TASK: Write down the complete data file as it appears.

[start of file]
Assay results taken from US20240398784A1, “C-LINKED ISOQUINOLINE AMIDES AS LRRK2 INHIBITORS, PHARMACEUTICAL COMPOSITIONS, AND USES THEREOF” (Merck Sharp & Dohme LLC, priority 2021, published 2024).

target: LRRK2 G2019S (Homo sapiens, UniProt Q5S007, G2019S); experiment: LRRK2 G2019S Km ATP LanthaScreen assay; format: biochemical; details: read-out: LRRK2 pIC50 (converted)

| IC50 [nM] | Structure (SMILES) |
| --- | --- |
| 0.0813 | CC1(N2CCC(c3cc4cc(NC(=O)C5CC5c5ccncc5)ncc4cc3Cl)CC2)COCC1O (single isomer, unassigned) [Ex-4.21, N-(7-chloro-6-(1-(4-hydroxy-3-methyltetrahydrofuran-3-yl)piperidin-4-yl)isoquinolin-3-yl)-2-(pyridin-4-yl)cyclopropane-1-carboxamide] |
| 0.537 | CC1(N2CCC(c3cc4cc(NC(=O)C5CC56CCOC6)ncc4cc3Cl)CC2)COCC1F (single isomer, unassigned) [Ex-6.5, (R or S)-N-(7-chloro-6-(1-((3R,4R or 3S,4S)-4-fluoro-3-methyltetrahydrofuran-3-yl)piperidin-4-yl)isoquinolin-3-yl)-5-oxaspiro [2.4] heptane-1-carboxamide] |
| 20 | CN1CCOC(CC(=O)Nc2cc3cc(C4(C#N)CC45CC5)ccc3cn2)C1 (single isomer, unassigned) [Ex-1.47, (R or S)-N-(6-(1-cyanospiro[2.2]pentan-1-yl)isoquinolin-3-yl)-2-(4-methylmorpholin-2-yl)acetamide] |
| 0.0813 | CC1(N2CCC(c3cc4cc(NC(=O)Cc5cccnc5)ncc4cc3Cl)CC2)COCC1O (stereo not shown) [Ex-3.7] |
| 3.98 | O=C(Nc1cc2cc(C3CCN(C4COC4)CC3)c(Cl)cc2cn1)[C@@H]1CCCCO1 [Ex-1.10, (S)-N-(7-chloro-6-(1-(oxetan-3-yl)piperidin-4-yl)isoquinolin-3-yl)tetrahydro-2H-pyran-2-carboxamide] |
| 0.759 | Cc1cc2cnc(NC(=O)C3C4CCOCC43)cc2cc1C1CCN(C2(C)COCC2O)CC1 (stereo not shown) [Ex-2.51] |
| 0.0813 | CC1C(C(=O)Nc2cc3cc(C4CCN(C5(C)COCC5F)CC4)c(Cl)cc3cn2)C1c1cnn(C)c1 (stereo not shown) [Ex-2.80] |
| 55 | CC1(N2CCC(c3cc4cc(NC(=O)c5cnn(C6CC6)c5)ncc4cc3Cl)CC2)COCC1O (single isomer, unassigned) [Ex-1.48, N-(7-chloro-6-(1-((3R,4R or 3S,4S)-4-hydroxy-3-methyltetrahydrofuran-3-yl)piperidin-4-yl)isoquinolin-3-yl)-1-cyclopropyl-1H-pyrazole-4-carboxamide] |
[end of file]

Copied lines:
Assay results taken from US20240398784A1, “C-LINKED ISOQUINOLINE AMIDES AS LRRK2 INHIBITORS, PHARMACEUTICAL COMPOSITIONS, AND USES THEREOF” (Merck Sharp & Dohme LLC, priority 2021, published 2024).

target: LRRK2 G2019S (Homo sapiens, UniProt Q5S007, G2019S); experiment: LRRK2 G2019S Km ATP LanthaScreen assay; format: biochemical; details: read-out: LRRK2 pIC50 (converted)

| IC50 [nM] | Structure (SMILES) |
| --- | --- |
| 0.0813 | CC1(N2CCC(c3cc4cc(NC(=O)C5CC5c5ccncc5)ncc4cc3Cl)CC2)COCC1O (single isomer, unassigned) [Ex-4.21, N-(7-chloro-6-(1-(4-hydroxy-3-methyltetrahydrofuran-3-yl)piperidin-4-yl)isoquinolin-3-yl)-2-(pyridin-4-yl)cyclopropane-1-carboxamide] |
| 0.537 | CC1(N2CCC(c3cc4cc(NC(=O)C5CC56CCOC6)ncc4cc3Cl)CC2)COCC1F (single isomer, unassigned) [Ex-6.5, (R or S)-N-(7-chloro-6-(1-((3R,4R or 3S,4S)-4-fluoro-3-methyltetrahydrofuran-3-yl)piperidin-4-yl)isoquinolin-3-yl)-5-oxaspiro [2.4] heptane-1-carboxamide] |
| 20 | CN1CCOC(CC(=O)Nc2cc3cc(C4(C#N)CC45CC5)ccc3cn2)C1 (single isomer, unassigned) [Ex-1.47, (R or S)-N-(6-(1-cyanospiro[2.2]pentan-1-yl)isoquinolin-3-yl)-2-(4-methylmorpholin-2-yl)acetamide] |
| 0.0813 | CC1(N2CCC(c3cc4cc(NC(=O)Cc5cccnc5)ncc4cc3Cl)CC2)COCC1O (stereo not shown) [Ex-3.7] |
| 3.98 | O=C(Nc1cc2cc(C3CCN(C4COC4)CC3)c(Cl)cc2cn1)[C@@H]1CCCCO1 [Ex-1.10, (S)-N-(7-chloro-6-(1-(oxetan-3-yl)piperidin-4-yl)isoquinolin-3-yl)tetrahydro-2H-pyran-2-carboxamide] |
| 0.759 | Cc1cc2cnc(NC(=O)C3C4CCOCC43)cc2cc1C1CCN(C2(C)COCC2O)CC1 (stereo not shown) [Ex-2.51] |
| 0.0813 | CC1C(C(=O)Nc2cc3cc(C4CCN(C5(C)COCC5F)CC4)c(Cl)cc3cn2)C1c1cnn(C)c1 (stereo not shown) [Ex-2.80] |
| 55 | CC1(N2CCC(c3cc4cc(NC(=O)c5cnn(C6CC6)c5)ncc4cc3Cl)CC2)COCC1O (single isomer, unassigned) [Ex-1.48, N-(7-chloro-6-(1-((3R,4R or 3S,4S)-4-hydroxy-3-methyltetrahydrofuran-3-yl)piperidin-4-yl)isoquinolin-3-yl)-1-cyclopropyl-1H-pyrazole-4-carboxamide] |